P&GJ’s 2015 survey figures indicate 100,114 miles of pipelines are planned and under construction worldwide. Of these, 57,201 represent projects in the planning design phase while 42,913 reflect pipelines in various stages of construction.
Following is a look at new and planned pipeline miles in the seven basic regional groups (see area map). North America – 34,147; South/Central America and Caribbean – 8,327; Africa – 7,015; Asia Pacific – 31,348; Former Soviet Union and Eastern Europe – 12,632; Middle East – 4,976; and Western Europe and European Union – 1,669. For information on these and other pipeline projects, see P&GJ’s sister publication, Pipeline News.
The EIA’s Short Term Energy Outlook released in November shows total U.S. crude oil production averaged an estimated 8.9 MMbpd in October, and monthly average production was forecast to surpass 9 MMbpd in December. Projected total crude oil production averages 9.4 MMbpd in 2015 and would be the highest annual average production since 1972. Natural gas plant liquids production is expected to increase from 2.6 MMbpd in 2013 to 3.2 MMbpd in 2015.
Natural gas working inventories on Oct. 31 totaled 3.57 Tcf, 0.24 Tcf (6%) below the level a year ago and 0.26 Tcf (7%) below the previous five-year average (2009-13). Despite the lower stocks at the start of the winter heating season, EIA expects the Henry Hub natural gas spot price to average $3.97/MMBtu compared with $4.53/MMBtu last winter. This price forecast reflects both lower expected heating demand and significantly higher natural gas production.
The EIA’s report, Liquids Fuels and Natural Gas In the Americas, points out the trend of foreign investors in hydrocarbon resources in the Americas and countries with the most open structures – like Canada, Brazil, Colombia, and the United States. Mexico, which has adopted new reforms that allow some foreign private investment in the energy sector, looks to join their ranks.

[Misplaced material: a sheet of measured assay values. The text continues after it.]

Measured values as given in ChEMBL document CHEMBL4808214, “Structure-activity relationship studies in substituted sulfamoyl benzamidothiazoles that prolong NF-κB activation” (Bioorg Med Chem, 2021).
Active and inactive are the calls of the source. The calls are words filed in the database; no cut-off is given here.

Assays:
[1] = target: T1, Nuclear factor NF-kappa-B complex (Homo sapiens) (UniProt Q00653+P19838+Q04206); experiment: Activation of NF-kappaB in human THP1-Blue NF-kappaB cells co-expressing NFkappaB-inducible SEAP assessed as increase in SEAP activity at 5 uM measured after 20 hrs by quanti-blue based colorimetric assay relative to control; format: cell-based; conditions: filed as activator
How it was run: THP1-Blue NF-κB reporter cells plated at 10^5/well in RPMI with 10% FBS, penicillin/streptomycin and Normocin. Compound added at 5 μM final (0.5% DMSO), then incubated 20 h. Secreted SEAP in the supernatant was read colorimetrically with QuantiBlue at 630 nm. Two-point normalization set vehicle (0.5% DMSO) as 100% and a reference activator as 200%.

Investor focus is on developing and producing liquid fuels and natural gas. Moreover, both international oil companies and state-owned oil companies in the Americas have made the most substantial investments, followed by companies based in Europe, Asia and Oceania. Asian investments have dramatically increased in the past five years, in particular, investment by China’s national oil companies to secure both crude oil supplies and physical assets, such as refineries.
Not surprisingly, the hot topic in North America is TransCanada’s long-delayed Keystone XL pipeline to ship crude oil and diluted bitumen from Alberta’s oil stands to refineries in the U.S. The first three phases of the project have been built. The fourth phase, Keystone XL, calls for a 1,179-mile, 36-inch pipeline to move oil sands from Hardisty, Canada to Steele City, NB, and allow product to be shipped to Texas refineries on the Gulf Coast.
Now, with the U.S. House and Senate under Republican control, one of the first pieces of legislation was the Keystone XL bill. The House recently voted 266 to 155 to approve construction. At the time of this writing, a similar bill was scheduled to go to the Senate for a vote, although President Obama has threatened a veto.
Much of the activity in the region continues in shale play areas. Sunoco Logistics Partners plans to build the $2.5 billion Mariner East 2 pipeline to carry up to 275,000 bpd of NGLs from the Marcellus and Utica shale plays to East Coast ports. The first phase of the project, Mariner East 1, was scheduled to be completed by year-end 2014 and carry70,000 bpd of NGLs. Mariner East 2 is scheduled to begin service by the end of 2016 and will connect processing plants in western Pennsylvania, West Virginia and eastern Ohio with the Marcus Hook Industrial Complex near Philadelphia.
Sunoco announced a successful open season for its Permian Longview and Louisiana Extension projects that will carry oil from the Permian Basin in Texas to refiners in the eastern part of the state and Louisiana.